Chicagoland homebuyers are facing increasingly tough competition as the amount of time homes spend on the market continues to shrink, according to a new report from the Mainstreet Organization of REALTORS®. The monthly report notes that the average number of days spent on the market for suburban detached homes shrank 22.9% in March, year over year, to 54 days, while attached homes stayed on the market an average of 40 days — decreasing 37.5%.
Median sales prices are also increasing for both detached and attached homes, having grown 5.2% and 13.5%, respectively, year over year.
“Prospective homebuyers are seeing increasing home prices and mortgage rates and have one-third less of the time to act on a home than they did this time last year,” Mainstreet President President John LeTourneau said in the press release.
“The work-from-home environment meant many people bought homes further away from the office or even in a different state,” added Mainstreet CEO John Gormley. “Now, employees are getting called back into the office, and it’s once again shifting homeowners’ outlook on where they need to live.”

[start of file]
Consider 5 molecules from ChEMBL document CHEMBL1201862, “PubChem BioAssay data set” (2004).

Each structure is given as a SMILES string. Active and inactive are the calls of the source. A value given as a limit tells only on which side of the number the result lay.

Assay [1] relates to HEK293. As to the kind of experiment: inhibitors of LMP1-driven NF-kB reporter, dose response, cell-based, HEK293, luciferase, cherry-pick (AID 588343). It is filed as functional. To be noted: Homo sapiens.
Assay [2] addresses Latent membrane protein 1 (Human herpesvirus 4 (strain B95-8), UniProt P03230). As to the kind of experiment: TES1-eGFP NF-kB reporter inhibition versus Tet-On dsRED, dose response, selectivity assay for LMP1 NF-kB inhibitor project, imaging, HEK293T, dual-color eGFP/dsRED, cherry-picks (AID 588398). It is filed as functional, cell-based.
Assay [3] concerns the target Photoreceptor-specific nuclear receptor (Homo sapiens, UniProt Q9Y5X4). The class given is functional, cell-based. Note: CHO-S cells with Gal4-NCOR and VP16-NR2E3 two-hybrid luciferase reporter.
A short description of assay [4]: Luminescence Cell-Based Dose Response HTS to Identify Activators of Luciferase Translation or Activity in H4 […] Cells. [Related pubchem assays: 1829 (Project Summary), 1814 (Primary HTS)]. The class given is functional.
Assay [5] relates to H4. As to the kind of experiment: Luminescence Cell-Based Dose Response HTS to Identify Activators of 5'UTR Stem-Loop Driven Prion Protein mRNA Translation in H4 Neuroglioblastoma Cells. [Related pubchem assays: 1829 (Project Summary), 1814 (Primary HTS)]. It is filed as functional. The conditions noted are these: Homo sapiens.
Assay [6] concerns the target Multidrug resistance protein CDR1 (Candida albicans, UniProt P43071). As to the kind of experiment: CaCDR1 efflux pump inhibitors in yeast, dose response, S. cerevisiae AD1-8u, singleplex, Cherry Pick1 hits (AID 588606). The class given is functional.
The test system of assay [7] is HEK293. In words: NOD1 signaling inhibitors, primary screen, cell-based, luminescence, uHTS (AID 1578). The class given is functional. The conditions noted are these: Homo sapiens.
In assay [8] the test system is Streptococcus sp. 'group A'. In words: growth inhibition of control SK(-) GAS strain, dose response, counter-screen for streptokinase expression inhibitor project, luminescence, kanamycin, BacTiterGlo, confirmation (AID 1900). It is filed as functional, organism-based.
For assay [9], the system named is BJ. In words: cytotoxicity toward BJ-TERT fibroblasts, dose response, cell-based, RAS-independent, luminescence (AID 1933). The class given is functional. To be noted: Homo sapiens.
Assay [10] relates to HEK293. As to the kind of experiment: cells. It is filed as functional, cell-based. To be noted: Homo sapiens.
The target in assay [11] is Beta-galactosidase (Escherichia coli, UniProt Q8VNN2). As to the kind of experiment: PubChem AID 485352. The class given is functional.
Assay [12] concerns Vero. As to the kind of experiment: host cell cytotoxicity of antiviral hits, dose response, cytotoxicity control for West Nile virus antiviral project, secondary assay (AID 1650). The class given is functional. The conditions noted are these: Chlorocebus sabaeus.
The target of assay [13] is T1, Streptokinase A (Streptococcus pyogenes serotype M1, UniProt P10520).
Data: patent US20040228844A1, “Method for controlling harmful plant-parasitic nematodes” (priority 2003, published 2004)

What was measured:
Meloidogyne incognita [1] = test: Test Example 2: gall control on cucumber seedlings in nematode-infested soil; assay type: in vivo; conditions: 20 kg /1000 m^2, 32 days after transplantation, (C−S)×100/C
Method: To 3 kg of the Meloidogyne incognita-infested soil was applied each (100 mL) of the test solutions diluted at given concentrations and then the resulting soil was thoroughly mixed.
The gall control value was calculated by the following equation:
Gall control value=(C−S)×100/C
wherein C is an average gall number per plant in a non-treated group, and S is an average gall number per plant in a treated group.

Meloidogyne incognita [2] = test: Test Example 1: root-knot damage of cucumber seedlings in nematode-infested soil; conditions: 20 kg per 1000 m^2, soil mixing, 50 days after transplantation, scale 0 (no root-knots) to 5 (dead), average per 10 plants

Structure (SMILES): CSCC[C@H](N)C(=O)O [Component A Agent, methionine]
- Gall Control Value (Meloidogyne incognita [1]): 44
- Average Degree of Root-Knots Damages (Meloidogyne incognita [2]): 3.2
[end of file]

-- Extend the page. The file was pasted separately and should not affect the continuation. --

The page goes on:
The speed at which homes across the Chicagoland suburbs are selling is visualized below. (You can also view the data interactively here.) In particular, the following areas saw the sharpest decreases in days on the market: Buffalo Grove (an 83.1% decrease), Mount Prospect (73%), Oak Brook (68.7%), Addison (67.8%), South Holland (61.1%), Burr Ridge (53.9%), West Chicago (53.2%), Sycamore (52%), LaGrange (51.1%), Bridgeview (48.8%), Palatine (44.6%) and Wheeling (41.3%).
“The market is not going to get any easier this summer, so homebuyers need to consider if that summer vacation is going to help their chances of landing a home in this tight market,” LeTourneau warned.